A garage door contact is a specialized magnetic switch installed on an overhead garage door to connect it to a hardwired home security system. Magnetic switches are the basic workhorses used to protect windows and standard doors. A garage door switch is just a beefier version of magnetic contact, built to be tough enough to handle the harsher environment of the garage.
Overhead door contacts have nothing to do with the photoelectric garage door sensors that prevent the door from closing on an object. The photoelectric sensors only control the opener, while the overhead magnetic contact connects to the home alarm system.
In this article I’ll help you decide whether to include a garage door
contact in your alarm system plans, or use the money somewhere else.
I’ll also cover some other, “non-alarm” ways to use a garage overhead
If you do decide to add a garage contact, see these pages for installation help:
For most people, “bugging” the garage overhead door is not necessary, at least from a security standpoint. There are other good reasons to install a contact on a garage door, which I’ll get to in a minute. First, let’s look at the security issue:
Garage doors come in two main types: Sectional, or roll-up, and one-piece tilt-up. Both kinds are fairly secure, provided that the opener is a modern unit with code-hopping and/or other security features. Garage door opener security features have improved in recent years, and they’re very secure when installed properly.
Prying or forcing the average garage overhead open would require more time and effort than most burglars are willing to invest. Doing so would also create a lot of noise. Garage doors often face the street, where the noise and activity would likely be noticed by neighbors. On top of all this, windows and patio doors on most homes are easier break-in targets than most garage doors.
Aside from the overhead, many garages also have a man door. These should always have a magnetic contact installed and connected to the alarm, since they are common targets for break-ins.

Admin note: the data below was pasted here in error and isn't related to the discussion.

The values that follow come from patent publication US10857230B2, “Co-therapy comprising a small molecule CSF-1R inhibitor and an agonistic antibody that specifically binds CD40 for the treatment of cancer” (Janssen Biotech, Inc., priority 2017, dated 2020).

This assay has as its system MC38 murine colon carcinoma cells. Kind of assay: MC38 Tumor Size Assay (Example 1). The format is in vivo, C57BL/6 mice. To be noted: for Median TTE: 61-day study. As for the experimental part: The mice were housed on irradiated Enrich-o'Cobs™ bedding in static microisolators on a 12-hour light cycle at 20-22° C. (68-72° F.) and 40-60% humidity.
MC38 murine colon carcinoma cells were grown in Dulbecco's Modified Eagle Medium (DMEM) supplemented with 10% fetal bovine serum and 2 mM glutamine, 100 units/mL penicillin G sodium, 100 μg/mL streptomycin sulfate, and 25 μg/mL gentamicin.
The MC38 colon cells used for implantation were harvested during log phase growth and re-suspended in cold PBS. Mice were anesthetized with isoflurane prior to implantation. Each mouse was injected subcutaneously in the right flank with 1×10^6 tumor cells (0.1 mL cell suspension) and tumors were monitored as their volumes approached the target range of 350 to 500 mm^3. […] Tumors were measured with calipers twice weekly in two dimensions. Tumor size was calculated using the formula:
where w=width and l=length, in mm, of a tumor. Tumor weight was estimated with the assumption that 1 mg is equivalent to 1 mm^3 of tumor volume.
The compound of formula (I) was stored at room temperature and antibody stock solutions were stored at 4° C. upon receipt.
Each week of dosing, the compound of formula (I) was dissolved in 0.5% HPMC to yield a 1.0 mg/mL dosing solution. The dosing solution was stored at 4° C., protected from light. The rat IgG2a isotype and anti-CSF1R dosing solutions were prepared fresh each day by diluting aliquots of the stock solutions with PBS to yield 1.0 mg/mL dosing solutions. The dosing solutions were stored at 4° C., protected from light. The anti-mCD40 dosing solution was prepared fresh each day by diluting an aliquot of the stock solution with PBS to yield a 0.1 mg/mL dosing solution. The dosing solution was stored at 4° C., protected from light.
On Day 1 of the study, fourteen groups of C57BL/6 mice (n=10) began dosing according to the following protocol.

Adding a garage door contact to your main house alarm system will change the way the system must be used. Instead of the 30-60 second entry/exit delay times programmed for regular doors, overhead garage door delays are usually set to 2 minutes or more. This is necessary to allow time for arming and disarming the system, as well as getting in or out of the vehicle.
These increased delay times reduce security slightly, since the home is technically unprotected during entry and exit delay.
The other possible problem is that most home alarm panels require all
zones to be closed prior to arming. This is not a problem with a front
door or garage interior door, but having to close the garage overhead
every time you leave can be a hassle.
Some alarm panel designs avoid this issue with programming that allows a zone to “auto-bypass” if it’s open during arming. When the zone closes, the panel removes the bypass to make it active in the system.
While you may not want to connect a garage overhead door contact to function as a garage door alarm, you can use it in other ways. Most modern home security systems allow you to program each zone for a variety of responses, not just alarms. This allows you to customize how the garage door contact behaves. Here are some of the most popular uses:
An audible alert or “chime mode” sounds a tone from the keypads when the garage door is opened. This gives you a “heads up” if the garage roll-up is opened while you’re at home with the system disarmed.
Some panel brands like DSC security systems also sound the chime when the door is closed. The chime function on most alarm panels is easy to turn off and on from any keypad, so you can use the tone whenever you like.
Visual annunciation simply shows a status light or text display to indicate the condition of the garage door. This is especially useful where you can’t easily verify whether the garage door is open or closed, such as with a multi-story home with the bedroom upstairs. A quick check of the keypad can confirm the doors’ status without having to go downstairs.
Many keypads use LED’s to display zone status, making it easy to check the garage overhead position. Other keypads have LCD displays to output text to show what’s open or closed.
Whether audible, visible or both, these programming modes cause the garage door contact to act as a “garage door open” sensor, without actually sending an alarm signal to the central station.
Custom functions can be programmed to trigger auxiliary outputs on many panels. These outputs can operate relays to control lights, sounders, and anything else electrical.
In most cases, the security of a garage door is adequate even without a contact connected to the alarm system. Because of the inconvenience in day-to-day use, most people wouldn’t want the garage overhead to trigger actual alarms.
With some simple programming, most newer alarm panels allow you to use a garage door contact as a status-only indicator. Although not strictly an alarm function, knowing the status of the garage door can improve the security of your home.